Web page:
Our Wonderful Missing Archway

Richard Farrington Created an Archway Sculpture, Carley Sitwell Hopes it can be Returned to Centurion Way

When Centurion Way was created in 1995 Sustrans commissioned many sculptures that were installed along it’s length. The southern end of the path began where it passed beneath a visually striking archway.

Richard Farringdon used ideas from Bishop Luffa school and wooden ribs from a ship in Portsmouth Harbour to make the archway
Richard Farrington used ideas from Bishop Luffa school and wooden ribs from a ship in Portsmouth Harbour to make the archway

Unfortunately the wooden supports of the archway eventually failed after many years and the sculpture fell down. The remaining elements of the sculpture are now stored in a council warehouse in Drayton. Both the Centurion Way Users Group and the Friends of  Centurion Way are jointly undertaking a feasibility study investigating the refurbishment of Richard Farrington’s Archway Sculpture.

Archway at the paths opening in 1995
Archway at the path opening in 1995

Mark Record got in contact with Richard who was eager to help assist with this project in 2018. Everyone loved this local landmark and wanted to see it put back in place. However the Friends of Centurion Way procrastinated and the project did not move forward until Carley Sitwell  took charge in Spring 2020.

FoCW 2020 Action Plan

Ian Bartle who is the president of the Friends of Centurion Way has contacts with the Weald and Downland Museum. The museum has a wonderful repair workshop and Carley  has been investigated if they can help restore the archway. She also contacted Richard Farrington who originally created the sculpture. There are some untidy issues that District Councillor Louise Goldsmith has been helping to clarify. It is not clear who currently owns the sculpture; Centurion Way is classified as a highway and therefore the archway needs to be insured, it is not obvious how to insure a sculpture or who should pay the premium.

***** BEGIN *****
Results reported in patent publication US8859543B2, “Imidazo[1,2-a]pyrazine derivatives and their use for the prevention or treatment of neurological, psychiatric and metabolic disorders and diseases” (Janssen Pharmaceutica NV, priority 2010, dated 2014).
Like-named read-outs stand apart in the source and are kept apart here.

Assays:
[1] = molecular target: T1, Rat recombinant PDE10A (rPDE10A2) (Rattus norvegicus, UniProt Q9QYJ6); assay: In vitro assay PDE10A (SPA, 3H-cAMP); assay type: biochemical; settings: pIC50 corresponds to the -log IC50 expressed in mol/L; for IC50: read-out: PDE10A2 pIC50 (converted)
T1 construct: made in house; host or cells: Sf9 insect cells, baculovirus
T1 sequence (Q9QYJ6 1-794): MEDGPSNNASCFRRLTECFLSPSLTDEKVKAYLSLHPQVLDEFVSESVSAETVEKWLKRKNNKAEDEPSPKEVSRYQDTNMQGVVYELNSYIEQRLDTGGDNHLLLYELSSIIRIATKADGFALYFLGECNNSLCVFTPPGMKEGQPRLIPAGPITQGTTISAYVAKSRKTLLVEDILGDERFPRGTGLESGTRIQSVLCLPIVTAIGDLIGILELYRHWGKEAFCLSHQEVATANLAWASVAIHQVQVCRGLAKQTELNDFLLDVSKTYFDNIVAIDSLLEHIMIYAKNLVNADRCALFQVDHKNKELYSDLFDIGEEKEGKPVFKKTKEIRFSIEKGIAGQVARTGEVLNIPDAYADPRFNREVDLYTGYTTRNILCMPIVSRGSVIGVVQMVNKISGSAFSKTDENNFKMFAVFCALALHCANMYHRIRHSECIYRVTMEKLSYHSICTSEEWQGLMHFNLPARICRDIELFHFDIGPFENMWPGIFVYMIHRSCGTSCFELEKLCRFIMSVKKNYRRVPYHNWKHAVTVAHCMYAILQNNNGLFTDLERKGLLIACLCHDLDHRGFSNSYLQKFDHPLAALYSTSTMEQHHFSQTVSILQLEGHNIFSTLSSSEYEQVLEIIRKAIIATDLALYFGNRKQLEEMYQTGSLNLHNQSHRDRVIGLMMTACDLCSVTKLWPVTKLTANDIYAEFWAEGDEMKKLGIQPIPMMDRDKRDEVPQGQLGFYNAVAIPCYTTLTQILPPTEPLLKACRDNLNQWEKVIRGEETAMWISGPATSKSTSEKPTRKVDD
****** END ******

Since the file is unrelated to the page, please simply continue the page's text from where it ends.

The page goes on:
The formation of the Friends of Centurion Way was catalysed by the threat of local housing development plans. These still threaten to cut the path off from the rest of the City and unfortunately the long term intentions of our local planing authorities and developers still remain a secret after nearly three years of campaigning. this makes it difficult to know where the Archway could be relocated so that it would be safe from development threats.

The Restoration Project

Julia Smith has been helping Carley put together a professional proposal document that they will jointly use to secure funding and assistance to turn the reinstallation of the sculpture into a reality.

A big section of the local community are excited by the prospect of standing under the archway for it’s reopening celebration and photograph sfor news and television.

Watch this space for updates on this exciting project.